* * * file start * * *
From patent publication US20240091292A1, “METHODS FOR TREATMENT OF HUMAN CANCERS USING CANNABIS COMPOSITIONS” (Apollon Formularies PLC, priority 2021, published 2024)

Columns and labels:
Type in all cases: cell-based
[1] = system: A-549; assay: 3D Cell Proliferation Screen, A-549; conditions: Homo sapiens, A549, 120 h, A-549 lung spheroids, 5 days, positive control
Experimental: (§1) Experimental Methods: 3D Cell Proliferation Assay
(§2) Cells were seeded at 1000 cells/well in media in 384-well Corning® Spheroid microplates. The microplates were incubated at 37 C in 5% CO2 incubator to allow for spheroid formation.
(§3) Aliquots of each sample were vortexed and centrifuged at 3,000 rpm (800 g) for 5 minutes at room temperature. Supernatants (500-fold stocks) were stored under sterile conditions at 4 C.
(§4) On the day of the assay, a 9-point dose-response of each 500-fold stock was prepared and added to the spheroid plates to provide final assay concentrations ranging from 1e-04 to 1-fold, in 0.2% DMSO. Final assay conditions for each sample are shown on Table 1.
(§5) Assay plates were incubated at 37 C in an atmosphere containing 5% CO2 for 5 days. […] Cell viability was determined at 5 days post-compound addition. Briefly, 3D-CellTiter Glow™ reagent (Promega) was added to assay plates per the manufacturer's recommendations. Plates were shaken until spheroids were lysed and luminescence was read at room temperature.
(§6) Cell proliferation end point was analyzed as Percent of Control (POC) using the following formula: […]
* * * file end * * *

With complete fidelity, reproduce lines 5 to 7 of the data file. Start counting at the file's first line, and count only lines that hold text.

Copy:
Experimental: (§1) Experimental Methods: 3D Cell Proliferation Assay
(§2) Cells were seeded at 1000 cells/well in media in 384-well Corning® Spheroid microplates. The microplates were incubated at 37 C in 5% CO2 incubator to allow for spheroid formation.
(§3) Aliquots of each sample were vortexed and centrifuged at 3,000 rpm (800 g) for 5 minutes at room temperature. Supernatants (500-fold stocks) were stored under sterile conditions at 4 C.